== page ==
It’s unclear when the PE firm, which has offices in Boston and San Francisco, began marketing for Fund VII, or what exactly is the pool’s target. One source said M/C Partners began fundraising in 2011.
M/C Partners is believed to be seeking the same amount as it raised in its prior pools. M/C Venture Partners VI LP collected $550 million with its sixth fund in 2006. The firm’s fifth fund also raised $550 million in 2000, while the fourth pool collected $230 million in 1999.
The fifth pool was generating an 8.36 percent IRR since inception as of March 31, according to the California State Teachers Retirement System (CalSTRS). Data from the Massachusetts Pension Reserves Investment Management Board from 2011 indicates that M/C’s fund VI was producing an 8.82 percent IRR. Performance data for the fourth pool could not be found as of press time.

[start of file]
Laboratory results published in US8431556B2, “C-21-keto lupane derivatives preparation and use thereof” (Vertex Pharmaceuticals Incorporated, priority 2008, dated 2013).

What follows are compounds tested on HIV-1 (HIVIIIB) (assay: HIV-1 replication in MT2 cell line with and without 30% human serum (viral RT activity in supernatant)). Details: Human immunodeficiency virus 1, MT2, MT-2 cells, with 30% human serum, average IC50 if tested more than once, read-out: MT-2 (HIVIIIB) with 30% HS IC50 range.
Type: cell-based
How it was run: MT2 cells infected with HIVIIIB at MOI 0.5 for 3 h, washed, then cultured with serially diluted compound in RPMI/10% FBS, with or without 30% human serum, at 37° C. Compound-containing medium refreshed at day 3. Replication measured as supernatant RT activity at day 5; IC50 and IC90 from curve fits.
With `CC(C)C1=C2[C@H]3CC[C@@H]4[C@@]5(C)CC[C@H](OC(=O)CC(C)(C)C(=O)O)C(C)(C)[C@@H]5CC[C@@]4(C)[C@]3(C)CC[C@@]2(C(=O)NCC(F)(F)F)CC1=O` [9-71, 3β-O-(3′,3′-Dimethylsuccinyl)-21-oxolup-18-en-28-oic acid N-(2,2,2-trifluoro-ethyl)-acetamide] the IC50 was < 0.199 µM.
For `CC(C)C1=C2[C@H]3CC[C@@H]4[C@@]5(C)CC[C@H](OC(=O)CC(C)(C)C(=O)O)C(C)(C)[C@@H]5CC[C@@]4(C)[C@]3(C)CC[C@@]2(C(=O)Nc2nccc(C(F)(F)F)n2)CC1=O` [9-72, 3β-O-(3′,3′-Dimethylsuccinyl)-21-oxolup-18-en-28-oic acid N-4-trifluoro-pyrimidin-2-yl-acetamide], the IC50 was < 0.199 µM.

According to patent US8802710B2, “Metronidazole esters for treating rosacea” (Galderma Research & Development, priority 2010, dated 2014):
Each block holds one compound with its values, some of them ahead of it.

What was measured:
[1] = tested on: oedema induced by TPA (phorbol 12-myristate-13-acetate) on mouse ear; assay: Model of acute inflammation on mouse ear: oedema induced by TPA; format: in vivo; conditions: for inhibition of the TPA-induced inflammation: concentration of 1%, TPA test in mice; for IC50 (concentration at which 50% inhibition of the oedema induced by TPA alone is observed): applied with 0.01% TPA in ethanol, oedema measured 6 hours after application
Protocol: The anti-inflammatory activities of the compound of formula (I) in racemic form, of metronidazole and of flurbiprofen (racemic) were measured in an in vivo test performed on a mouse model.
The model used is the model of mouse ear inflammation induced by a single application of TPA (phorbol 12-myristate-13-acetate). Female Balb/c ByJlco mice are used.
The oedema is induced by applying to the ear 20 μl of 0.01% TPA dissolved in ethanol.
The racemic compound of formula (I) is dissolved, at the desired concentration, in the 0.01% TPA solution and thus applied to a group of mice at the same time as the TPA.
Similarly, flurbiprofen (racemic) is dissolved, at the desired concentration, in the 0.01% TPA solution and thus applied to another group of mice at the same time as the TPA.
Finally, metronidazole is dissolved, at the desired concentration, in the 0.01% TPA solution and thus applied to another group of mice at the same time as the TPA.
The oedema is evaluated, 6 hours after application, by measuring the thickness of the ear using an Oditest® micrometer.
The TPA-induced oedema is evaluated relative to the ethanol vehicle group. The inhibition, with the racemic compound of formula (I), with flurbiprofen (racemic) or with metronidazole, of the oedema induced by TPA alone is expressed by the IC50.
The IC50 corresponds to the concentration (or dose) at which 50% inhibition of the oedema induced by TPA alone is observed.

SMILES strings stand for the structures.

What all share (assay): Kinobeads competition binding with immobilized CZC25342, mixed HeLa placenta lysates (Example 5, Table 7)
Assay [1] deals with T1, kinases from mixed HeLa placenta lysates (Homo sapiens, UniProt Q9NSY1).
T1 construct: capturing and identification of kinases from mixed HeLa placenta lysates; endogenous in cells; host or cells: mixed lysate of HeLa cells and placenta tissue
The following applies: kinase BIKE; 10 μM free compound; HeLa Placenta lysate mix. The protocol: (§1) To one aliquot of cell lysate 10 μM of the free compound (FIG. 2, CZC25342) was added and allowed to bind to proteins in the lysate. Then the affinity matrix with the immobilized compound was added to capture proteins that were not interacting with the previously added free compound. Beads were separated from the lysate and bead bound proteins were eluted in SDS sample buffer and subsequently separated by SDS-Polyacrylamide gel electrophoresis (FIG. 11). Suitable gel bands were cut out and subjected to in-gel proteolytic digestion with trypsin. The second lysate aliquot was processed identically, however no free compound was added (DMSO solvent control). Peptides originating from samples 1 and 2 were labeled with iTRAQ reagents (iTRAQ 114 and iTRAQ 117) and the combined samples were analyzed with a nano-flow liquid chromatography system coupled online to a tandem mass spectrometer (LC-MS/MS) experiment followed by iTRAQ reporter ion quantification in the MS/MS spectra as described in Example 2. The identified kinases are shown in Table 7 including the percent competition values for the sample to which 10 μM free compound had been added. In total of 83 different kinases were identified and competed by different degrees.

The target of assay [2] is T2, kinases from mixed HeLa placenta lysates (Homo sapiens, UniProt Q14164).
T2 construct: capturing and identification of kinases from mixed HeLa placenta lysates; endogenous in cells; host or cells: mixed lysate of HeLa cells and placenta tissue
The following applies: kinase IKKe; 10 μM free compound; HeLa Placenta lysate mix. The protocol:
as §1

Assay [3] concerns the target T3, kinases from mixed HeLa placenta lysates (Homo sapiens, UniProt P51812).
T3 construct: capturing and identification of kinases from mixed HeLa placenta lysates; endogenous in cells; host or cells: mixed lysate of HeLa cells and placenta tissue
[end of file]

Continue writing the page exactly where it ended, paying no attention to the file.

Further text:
Launched in the mid-1980s, M/C focuses on companies in the communications, technology and media sectors. It typically invests $5 million to $50 million of equity per deal, according to the firm’s website. The buyout shop is reportedly one of the few still making money from investing in telecommunications services.
In August, M/C closed its sale of Baja Broadband to Telephone and Data Systems. The deal was valued at $267.5 million. Berkshire Partners in December 2012 acquired Lightower Fiber for $2 billion. M/C Partners and Pamlico Capital were the sellers. M/C also sold Attenda, a provider of managed hosting services, to Darwin Private Equity in August 2011. That deal was valued at $83 million.
M/C – which stands for media and communications – apparently switched its focus to private equity from venture capital. The firm, as recently as 2011, was known as M/C Venture Partners and called itself a VC firm. In more recent press statements, however, M/C calls itself a private equity firm.
Officials for M/C declined comment.
Luisa Beltran is a senior reporter for peHUB